Burn Smart is a program that is working to reduce exposure to wood smoke pollution in Summit County by helping low and moderate income residents obtain cleaner and healthier sources of heat than wood burning stoves. It is a collaboration between UPHE, the Summit County Health Department, Habitat for Humanity Summit and Wasatch Counties, and Purple Air to improve air quality in Summit County, Utah. The program aims to improve air quality in Summit County and the health of our residents.
Through the Wood Burning Stove Conversion Program you may be eligible to replace your wood burning stove or fireplace with a cleaner option. This program can cover between $250 and $4,000 of the actual costs depending on factors such as income level and individual project complexity. Learn more and apply for the program at summitcountyhealth.org/burn-smart or call 435-658-1400 Ext. 1006.
Wood smoke may smell good, but it’s not good for you. The nostalgic smell of wood smoke comes from deadly compounds like benzene. If you smell wood smoke, you know you are being harmed. The small size of wood smoke particles (2.5 micrometers) make them seven times more likely to be inhaled into the body than other types of particles.
Heart Impacts: Wood smoke increases the risk of heart attack, irregular heartbeat, heart failure, stroke, irregular heart rhythms, and early death, especially in people who are already at risk for these conditions.
Lung Impacts: Wood smoke can trigger asthma attacks, damages children’s lungs, and can lead to emphysema, chronic bronchitis, and arteriosclerosis.
Watch this video for a better understanding of the danger of wood smoke.
Quick facts on wood smoke’s impact on human health
- There are over 200 dangerous chemicals and heavy metals in wood smoke, including dioxins, benzene, mercury and polycyclic aromatic hydrocarbons
- The EPA estimates that an equal amount of particulate pollution from wood smoke is 12 times as carcinogenic as an equal amount from second hand cigarette smoke
- Burning 10 lbs. of wood for one hour, releases as much PAHs (polycyclic aromatic hydrocarbons) as 6,000 packs of cigarettes
- Toxic free-radical chemicals in wood smoke are biologically active 40 times longer than the free radicals in cigarette smoke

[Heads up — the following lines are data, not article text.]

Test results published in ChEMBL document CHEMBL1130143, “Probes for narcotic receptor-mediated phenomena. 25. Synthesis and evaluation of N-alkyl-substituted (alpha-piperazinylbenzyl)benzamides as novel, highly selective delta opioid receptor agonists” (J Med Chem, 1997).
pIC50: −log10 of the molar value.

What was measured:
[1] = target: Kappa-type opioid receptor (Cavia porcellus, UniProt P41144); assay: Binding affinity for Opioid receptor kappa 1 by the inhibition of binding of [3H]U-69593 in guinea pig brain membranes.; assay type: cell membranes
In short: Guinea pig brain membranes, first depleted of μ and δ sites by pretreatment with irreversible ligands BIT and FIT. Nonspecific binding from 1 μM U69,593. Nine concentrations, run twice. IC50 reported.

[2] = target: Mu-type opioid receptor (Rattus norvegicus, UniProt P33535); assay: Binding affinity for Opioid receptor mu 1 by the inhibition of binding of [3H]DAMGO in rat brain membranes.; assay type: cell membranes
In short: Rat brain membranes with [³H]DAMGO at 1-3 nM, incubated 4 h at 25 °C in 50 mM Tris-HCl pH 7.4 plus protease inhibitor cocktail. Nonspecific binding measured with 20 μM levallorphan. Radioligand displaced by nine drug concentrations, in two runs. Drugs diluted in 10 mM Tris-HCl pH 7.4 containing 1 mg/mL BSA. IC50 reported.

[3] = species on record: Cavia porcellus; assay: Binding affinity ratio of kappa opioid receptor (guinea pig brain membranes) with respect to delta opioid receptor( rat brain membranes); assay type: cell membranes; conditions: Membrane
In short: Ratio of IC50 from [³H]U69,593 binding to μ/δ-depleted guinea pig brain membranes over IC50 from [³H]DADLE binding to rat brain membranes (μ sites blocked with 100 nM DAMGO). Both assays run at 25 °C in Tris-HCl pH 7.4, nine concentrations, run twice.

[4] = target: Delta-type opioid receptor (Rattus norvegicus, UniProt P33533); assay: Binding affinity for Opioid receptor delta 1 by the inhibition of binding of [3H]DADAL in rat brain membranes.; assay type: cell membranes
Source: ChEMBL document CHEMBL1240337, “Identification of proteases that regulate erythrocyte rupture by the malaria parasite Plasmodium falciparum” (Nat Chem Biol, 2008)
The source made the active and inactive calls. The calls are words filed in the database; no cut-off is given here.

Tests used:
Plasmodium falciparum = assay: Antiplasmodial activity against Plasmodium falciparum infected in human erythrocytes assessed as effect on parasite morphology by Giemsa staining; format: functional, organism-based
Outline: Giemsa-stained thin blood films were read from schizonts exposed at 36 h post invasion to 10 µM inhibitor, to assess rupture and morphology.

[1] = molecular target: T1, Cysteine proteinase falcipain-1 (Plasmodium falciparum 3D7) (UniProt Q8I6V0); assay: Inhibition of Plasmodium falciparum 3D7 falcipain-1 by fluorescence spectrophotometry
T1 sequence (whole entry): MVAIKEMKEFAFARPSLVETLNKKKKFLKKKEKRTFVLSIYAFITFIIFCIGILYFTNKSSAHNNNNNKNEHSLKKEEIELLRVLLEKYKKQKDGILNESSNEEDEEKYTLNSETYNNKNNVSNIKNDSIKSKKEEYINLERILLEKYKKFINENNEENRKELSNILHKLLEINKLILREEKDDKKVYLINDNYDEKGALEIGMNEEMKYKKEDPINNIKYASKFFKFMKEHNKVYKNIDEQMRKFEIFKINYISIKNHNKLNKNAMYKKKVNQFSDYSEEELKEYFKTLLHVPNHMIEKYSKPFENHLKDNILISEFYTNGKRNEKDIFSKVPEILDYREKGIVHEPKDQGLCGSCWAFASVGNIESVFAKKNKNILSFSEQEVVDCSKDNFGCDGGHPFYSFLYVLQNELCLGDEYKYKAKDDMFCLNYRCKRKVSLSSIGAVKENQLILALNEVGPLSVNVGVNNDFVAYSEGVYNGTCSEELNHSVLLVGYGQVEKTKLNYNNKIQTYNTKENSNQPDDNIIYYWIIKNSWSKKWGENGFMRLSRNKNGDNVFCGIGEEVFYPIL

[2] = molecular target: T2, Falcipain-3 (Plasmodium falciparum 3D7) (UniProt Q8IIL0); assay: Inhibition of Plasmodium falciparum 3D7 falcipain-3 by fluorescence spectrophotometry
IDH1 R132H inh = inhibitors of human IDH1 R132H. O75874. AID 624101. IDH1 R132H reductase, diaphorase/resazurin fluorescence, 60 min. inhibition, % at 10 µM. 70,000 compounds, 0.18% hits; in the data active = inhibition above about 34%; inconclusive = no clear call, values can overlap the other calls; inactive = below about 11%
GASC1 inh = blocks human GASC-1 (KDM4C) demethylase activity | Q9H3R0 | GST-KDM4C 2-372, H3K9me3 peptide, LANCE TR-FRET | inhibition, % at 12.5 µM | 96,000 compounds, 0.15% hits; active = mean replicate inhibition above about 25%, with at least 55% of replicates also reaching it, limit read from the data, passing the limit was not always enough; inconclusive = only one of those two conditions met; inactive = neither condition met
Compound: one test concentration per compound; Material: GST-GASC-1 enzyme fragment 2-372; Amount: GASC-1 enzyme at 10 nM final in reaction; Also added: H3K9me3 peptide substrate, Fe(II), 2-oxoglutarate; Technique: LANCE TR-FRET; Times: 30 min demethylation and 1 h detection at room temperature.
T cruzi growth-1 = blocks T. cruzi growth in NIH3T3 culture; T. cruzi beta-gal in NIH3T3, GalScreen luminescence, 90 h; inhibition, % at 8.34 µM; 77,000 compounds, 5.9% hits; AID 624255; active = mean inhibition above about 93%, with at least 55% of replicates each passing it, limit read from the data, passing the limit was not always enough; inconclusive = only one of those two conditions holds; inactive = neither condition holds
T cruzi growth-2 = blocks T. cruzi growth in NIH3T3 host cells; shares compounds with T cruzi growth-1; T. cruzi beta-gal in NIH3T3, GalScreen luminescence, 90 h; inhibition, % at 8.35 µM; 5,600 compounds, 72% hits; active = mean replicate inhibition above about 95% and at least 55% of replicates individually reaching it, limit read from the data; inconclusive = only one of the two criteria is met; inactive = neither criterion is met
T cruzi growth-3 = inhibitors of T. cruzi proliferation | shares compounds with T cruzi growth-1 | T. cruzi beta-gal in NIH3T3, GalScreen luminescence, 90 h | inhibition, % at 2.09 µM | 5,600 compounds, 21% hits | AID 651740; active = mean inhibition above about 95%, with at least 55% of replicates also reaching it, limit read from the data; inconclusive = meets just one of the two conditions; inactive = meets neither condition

- Wood smoke is the third largest source of dioxins, one of the most intensely toxic compounds known to science
- According to California’s Bay Area Air Quality Management District, burning wood costs the rest of the community, primarily your next door neighbors, at least $2 in extra medical expenses for every lb of wood that you burn. An average fire then costs your neighbors about $40
Wood burning is a major contributor to global warming. It is not even close to carbon neutral, short or long term, and the next few decades is that time frame that will make or break the climate crisis.
Burning wood is extremely inefficient. Per unit of heat created wood produces even more CO2 than fossil fuels do. Furthermore, the black carbon particulate matter released enhances the absorption of radiant heat in the atmosphere, making global warming worse, and prematurely melts already imperiled mountain snow pack.
Quick facts about wood smoke impacts on the environment:
- One old and inefficient wood burning stove can emit as much air pollution as 5 old diesel trucks
- Emissions from modern combustion appliances for wood logs may increase ten-fold if they are not operated appropriately – most of them are not
- One EPA certified wood stove can produce as much pollution as 60 natural gas furnaces
- One unregulated wood stove can produce as much pollution as 3,000 natural gas furnaces
IN YOUR HOME
Smoke particles disperse poorly from a typical home chimney, creating local “pollution hot spots.” Virtually no other pollution source is released in the immediate vicinity of where people spend the greatest amount of time. The end result is that neighbors of someone burning wood have been proven to be exposed to dramatically higher levels of pollution than are detected at community air pollution monitors which may be miles away. Residential wood burning creates real local “pollution victims.”
Quick facts on wood smoke in your home
- Wood smoke easily penetrates homes of neighbors and can create concentrations up to 88% – as high as outdoor air
- The most dangerous components of air pollution are much higher inside homes that burn wood compared to those that don’t, as much as 500% higher
- If your neighbor is a regular wood burner and doesn’t burn during yellow or red alert days (as is the law), but does during all “green” days, you can go an entire winter without having one single day of clean air – this is a civil rights issue
People should have just as much protection from wood smoke as from cigarette smoke and for all the same reasons. We don’t allow people to blow cigarette smoke in your face, why should we allow people to blow wood smoke into your home?
- Wood smokes impacts every day individuals and their families. Read their stories.
- UPHE extensive report on wood burning, 112 references.